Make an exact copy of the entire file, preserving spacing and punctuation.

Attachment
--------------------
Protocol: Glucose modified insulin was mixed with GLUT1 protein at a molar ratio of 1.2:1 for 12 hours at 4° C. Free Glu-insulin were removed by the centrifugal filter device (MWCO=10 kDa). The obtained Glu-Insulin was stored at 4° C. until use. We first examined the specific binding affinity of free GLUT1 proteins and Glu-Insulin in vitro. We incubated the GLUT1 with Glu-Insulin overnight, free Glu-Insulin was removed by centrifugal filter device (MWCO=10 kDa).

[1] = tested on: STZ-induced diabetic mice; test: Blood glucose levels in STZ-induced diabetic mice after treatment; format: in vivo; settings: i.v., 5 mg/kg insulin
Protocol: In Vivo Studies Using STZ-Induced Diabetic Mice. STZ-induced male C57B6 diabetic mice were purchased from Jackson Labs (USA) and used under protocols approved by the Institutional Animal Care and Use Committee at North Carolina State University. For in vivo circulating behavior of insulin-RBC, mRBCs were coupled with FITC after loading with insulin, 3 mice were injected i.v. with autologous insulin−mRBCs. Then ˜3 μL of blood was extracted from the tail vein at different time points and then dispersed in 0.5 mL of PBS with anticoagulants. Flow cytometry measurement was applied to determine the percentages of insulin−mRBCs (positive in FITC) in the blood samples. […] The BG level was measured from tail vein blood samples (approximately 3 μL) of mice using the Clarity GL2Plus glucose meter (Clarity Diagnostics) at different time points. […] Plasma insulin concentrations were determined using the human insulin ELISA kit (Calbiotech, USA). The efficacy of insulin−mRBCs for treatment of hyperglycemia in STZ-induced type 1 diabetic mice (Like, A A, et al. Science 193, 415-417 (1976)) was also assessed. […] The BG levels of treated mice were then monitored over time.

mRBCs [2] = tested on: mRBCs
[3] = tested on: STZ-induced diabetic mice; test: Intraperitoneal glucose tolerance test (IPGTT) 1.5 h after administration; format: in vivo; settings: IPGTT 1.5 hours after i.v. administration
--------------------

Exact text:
Protocol: Glucose modified insulin was mixed with GLUT1 protein at a molar ratio of 1.2:1 for 12 hours at 4° C. Free Glu-insulin were removed by the centrifugal filter device (MWCO=10 kDa). The obtained Glu-Insulin was stored at 4° C. until use. We first examined the specific binding affinity of free GLUT1 proteins and Glu-Insulin in vitro. We incubated the GLUT1 with Glu-Insulin overnight, free Glu-Insulin was removed by centrifugal filter device (MWCO=10 kDa).

[1] = tested on: STZ-induced diabetic mice; test: Blood glucose levels in STZ-induced diabetic mice after treatment; format: in vivo; settings: i.v., 5 mg/kg insulin
Protocol: In Vivo Studies Using STZ-Induced Diabetic Mice. STZ-induced male C57B6 diabetic mice were purchased from Jackson Labs (USA) and used under protocols approved by the Institutional Animal Care and Use Committee at North Carolina State University. For in vivo circulating behavior of insulin-RBC, mRBCs were coupled with FITC after loading with insulin, 3 mice were injected i.v. with autologous insulin−mRBCs. Then ˜3 μL of blood was extracted from the tail vein at different time points and then dispersed in 0.5 mL of PBS with anticoagulants. Flow cytometry measurement was applied to determine the percentages of insulin−mRBCs (positive in FITC) in the blood samples. […] The BG level was measured from tail vein blood samples (approximately 3 μL) of mice using the Clarity GL2Plus glucose meter (Clarity Diagnostics) at different time points. […] Plasma insulin concentrations were determined using the human insulin ELISA kit (Calbiotech, USA). The efficacy of insulin−mRBCs for treatment of hyperglycemia in STZ-induced type 1 diabetic mice (Like, A A, et al. Science 193, 415-417 (1976)) was also assessed. […] The BG levels of treated mice were then monitored over time.

mRBCs [2] = tested on: mRBCs
[3] = tested on: STZ-induced diabetic mice; test: Intraperitoneal glucose tolerance test (IPGTT) 1.5 h after administration; format: in vivo; settings: IPGTT 1.5 hours after i.v. administration